a lever coupled to and turned with said actuator wherein said actuating face is constantly maintained in contact with said lever, said lever being turned about a first bearing point, when the overload protective circuit breaker switch is not at an overload status, to move said movable contact between a normal open contact position in which said movable contact form with said first fixed contact and said second fixed contact a normal open contact, and a normal close contact position in which said movable contact form with said first fixed contact and said second fixed contact a normal close contact; and
a release mechanism adapted to move said lever, said release mechanism releasing said lever from said first bearing point to a second bearing point upon an overload, causing said lever to release said movable contact and to let said movable contact return to the normal open contact status.
2. The overload protective circuit breaker switch of claim 1 wherein said lever comprises a bearing portion at one end adapted to be moved with said lever between a first bearing point and a second bearing point, a pressure portion disposed at an opposite end and constantly maintained in contact with said movable contact, and a resisting portion disposed in contact with said actuating face of the trigger and reciprocated to move said movable contact between said first fixed contact and said second fixed contact to form said normal open contact or said normal close contact.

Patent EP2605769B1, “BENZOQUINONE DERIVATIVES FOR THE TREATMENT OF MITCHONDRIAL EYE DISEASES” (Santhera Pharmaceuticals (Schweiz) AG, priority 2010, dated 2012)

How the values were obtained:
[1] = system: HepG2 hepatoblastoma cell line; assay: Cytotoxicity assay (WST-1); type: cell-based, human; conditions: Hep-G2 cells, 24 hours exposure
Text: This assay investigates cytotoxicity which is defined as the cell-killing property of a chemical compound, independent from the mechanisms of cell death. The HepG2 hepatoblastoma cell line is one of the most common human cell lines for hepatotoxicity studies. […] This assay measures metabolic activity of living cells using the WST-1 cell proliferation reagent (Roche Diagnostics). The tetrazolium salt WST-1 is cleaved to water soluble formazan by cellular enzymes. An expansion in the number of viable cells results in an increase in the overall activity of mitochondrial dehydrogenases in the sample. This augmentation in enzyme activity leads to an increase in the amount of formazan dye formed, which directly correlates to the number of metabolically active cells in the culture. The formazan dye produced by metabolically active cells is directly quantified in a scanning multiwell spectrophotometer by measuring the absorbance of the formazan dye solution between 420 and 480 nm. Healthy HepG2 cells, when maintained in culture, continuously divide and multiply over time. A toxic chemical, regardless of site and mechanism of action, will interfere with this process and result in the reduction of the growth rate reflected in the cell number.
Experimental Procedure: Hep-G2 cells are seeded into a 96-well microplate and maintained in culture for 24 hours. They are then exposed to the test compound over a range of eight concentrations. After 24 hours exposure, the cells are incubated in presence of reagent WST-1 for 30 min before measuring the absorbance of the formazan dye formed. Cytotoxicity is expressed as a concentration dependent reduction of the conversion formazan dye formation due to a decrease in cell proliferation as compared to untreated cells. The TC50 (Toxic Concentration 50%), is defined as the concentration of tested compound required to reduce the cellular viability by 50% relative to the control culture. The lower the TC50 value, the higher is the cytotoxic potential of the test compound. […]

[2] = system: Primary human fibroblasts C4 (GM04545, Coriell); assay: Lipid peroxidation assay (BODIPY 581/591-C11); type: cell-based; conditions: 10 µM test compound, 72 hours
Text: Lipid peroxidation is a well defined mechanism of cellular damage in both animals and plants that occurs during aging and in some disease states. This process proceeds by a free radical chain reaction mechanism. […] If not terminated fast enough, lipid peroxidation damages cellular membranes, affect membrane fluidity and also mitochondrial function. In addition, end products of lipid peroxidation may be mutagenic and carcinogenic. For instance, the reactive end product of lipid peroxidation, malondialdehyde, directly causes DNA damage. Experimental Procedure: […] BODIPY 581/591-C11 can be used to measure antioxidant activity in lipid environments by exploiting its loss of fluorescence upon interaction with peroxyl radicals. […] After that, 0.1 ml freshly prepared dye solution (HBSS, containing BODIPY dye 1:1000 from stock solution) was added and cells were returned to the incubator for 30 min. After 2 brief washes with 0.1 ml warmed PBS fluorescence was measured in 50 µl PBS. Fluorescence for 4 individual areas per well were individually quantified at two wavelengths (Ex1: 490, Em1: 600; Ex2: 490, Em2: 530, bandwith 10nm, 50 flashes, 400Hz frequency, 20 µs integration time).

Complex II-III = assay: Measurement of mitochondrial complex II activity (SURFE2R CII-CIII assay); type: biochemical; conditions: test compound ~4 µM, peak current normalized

3. The overload protective circuit breaker switch of claim 2 wherein said release mechanism comprises a movable member adapted to hold said bearing portion of said lever at said first bearing point, a bimetal linked to said movable member and adapted to move said bearing portion of said lever to said second bearing point.
4. The overload protective circuit breaker switch of claim 3 wherein said movable member is turned about a fixed pivot pin, having a retaining hole at a bottom end thereof coupled to said bearing portion of said lever to hold it in said first bearing point, a top end supported on a return spring, said return spring imparting a pressure to the top end of said movable member, causing the retaining hole of said movable member to be constantly maintained in engagement with said bearing portion of said lever; said bimetal comprising a first fixed end fixed to said second fixed contact, a second fixed end fixed to said movable contact, and a free end, said free end pushing the top end of said movable member against the spring force of said return spring when said bimetal is heated to deform.
Description
BACKGROUND OF THE INVENTION

The present invention relates to an overload protective circuit breaker switch, and more particularly to such an overload protective circuit breaker switch that is specifically designed for use in a small electric appliance to automatically cut off power supply in case of an overload.